Many studies have suggested that estrogen replacement therapy isn't wise because it might increase breast cancer risk, even though estrogen has lots of healthful benefits for cognition, skin health, and not having hot flashes or heart disease. New research with rats suggests prompt estrogen replacement therapy after surgically induced menopause helps to prevent Alzheimers and stroke.

Surgical Menopause May Prime Brain for Stroke, Alzheimer's

Women who abruptly and prematurely lose estrogen from surgical menopause have a two-fold increase in cognitive decline and dementia.

In an effort to mimic what occurs in women, Brann and his colleagues looked at rats 10 weeks after removal of their estrogen-producing ovaries that were either immediately started on low-dose estrogen therapy, started therapy 10 weeks later or never given estrogen.

When the researchers caused a stroke-like event in the brain's hippocampus, a center of learning and memory, they found the rodents treated late or not at all experienced more brain damage, specifically to a region of the hippocampus called CA3 that is normally stroke-resistant.

To make matters worse, untreated or late-treated rats also began an abnormal, robust production of Alzheimer's disease-related proteins in the CA3 region, even becoming hypersensitive to one of the most toxic of the beta amyloid proteins that are a hallmark of Alzheimer's.

Both problems appear associated with the increased production of free radicals in the brain.

Tags: Alzheimers, dementia, hormone replacemeant therapy, stroke

Views: 46

Replies to This Discussion

We really are tampering with natural processes with our many new interventions. Time will tell, and for some, they become a proof of positive or negative results. That said, I am very grateful for modern techniques and chemistry. 

What really frightens me is the fooling around with seed research. GMO has so many red flags flying, I think we have to be very skeptical until more is known. 

From a "rational" perspective, atheists must realise the ridiculous conundrum transgenic companies find themselves in.

-On the one hand, they argue that their crops are unique enough to be patented.

-And on the other hand they argue that legally there is "no difference" between transgenic crops and historically naturally evolved crops, thereby rendering long term secondary effects studies "unnecessary".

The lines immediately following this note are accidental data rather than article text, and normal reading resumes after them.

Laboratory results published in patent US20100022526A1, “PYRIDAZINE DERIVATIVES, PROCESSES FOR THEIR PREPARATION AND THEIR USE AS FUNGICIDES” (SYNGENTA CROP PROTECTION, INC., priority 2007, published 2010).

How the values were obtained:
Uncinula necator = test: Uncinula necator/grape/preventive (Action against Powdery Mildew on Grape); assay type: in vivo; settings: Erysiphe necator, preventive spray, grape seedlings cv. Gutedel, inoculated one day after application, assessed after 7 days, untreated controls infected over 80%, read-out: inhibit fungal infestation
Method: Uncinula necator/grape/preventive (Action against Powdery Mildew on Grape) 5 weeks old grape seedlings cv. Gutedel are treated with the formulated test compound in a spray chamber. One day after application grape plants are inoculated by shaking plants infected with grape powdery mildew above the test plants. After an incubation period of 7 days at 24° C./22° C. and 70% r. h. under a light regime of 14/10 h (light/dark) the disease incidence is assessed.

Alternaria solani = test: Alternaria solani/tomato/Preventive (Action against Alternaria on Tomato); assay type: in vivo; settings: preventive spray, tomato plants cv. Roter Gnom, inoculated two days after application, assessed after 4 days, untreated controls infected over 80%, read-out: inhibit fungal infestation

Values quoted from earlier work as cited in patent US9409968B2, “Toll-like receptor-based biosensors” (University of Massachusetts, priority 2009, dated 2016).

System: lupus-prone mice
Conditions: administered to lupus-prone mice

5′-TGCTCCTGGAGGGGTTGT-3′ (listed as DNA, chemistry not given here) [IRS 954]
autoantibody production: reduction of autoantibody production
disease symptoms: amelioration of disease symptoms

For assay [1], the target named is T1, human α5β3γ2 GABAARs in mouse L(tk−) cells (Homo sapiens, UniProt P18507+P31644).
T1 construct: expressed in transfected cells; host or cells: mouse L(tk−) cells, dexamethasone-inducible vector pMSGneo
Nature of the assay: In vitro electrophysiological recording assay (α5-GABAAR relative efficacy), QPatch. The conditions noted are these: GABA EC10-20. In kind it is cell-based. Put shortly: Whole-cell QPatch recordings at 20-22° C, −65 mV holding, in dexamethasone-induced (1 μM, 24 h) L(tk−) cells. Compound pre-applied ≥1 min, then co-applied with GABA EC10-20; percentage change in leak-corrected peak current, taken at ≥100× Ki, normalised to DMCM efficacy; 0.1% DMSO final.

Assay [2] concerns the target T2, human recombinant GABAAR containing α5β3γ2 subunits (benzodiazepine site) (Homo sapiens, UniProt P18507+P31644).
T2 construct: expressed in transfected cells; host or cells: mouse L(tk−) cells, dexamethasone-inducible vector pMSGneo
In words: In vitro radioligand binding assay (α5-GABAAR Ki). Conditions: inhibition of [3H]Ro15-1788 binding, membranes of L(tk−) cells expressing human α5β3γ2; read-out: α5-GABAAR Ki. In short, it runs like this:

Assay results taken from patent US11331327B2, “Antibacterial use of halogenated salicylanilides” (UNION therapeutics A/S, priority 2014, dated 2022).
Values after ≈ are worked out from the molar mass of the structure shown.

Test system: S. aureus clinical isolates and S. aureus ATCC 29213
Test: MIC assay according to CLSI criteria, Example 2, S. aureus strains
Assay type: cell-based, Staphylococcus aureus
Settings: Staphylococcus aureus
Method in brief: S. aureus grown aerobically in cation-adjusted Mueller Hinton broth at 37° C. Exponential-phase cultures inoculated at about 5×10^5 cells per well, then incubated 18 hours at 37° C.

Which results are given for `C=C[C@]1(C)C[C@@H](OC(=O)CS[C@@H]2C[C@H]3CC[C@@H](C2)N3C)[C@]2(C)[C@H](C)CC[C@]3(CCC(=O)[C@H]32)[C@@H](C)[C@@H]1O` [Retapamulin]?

Well I'm fucking sorry but they can't have it both ways!!!!! They're either different or they aren't!

I'm not sure how transgenic crops relate to hormone replacement therapy.

I never felt better than when on Hormone replacement therapy but I got cold feet and stopped it.  Breast cancer and all kinds of cancers run in my family so I just felt I could not take a chance.  I had no osteoporosis, my breasts were firm, my skin was clear and not wrinkled, etc., etc., etc.  This is no longer true and I just feel old.

My mother is 68. She was on HRT for a couple of years and also got cold feet. The fear-mongering shoved down our throats by the pharmaceutical industry is really hard to ignore. It comes down to philosophical decisions. Cancers don't run in my family, but stroke does. My mother quit smoking 15 years ago and has been vegetarian for 10 years, but her rheumatoid arthritis and other "bone pains" (PMR?) keep her on other addictive drugs, such as prednosone.

I have a DNR order and have no intention of living beyond my healthy years, whose time is nearing.

According to Statistics Canada,

Canadians' average duration of retirement is 19 years

Of which, according to Health Canada, 10 will be sick.

There is really no point in constantly fantasizing about prolonging human suffering. As biological entities, we are not evolved to go much past the age of menopause, for mammals, history has taken the evolutionary direction that we do not have ridiculously long lives.

It's why I now say, for all those diseases which we "catch" after age 50, they are not 'diseases', they are early symptoms of death. And for all our pharmaceutical fussing around... we do not prolong life, we only prolong death.

While human beings may not have evolved for long lives, I'd be happy to live longer and healthier. If there were a "live longer" pill I'd take it, wait - isn't that resveratrol (which I do take)?

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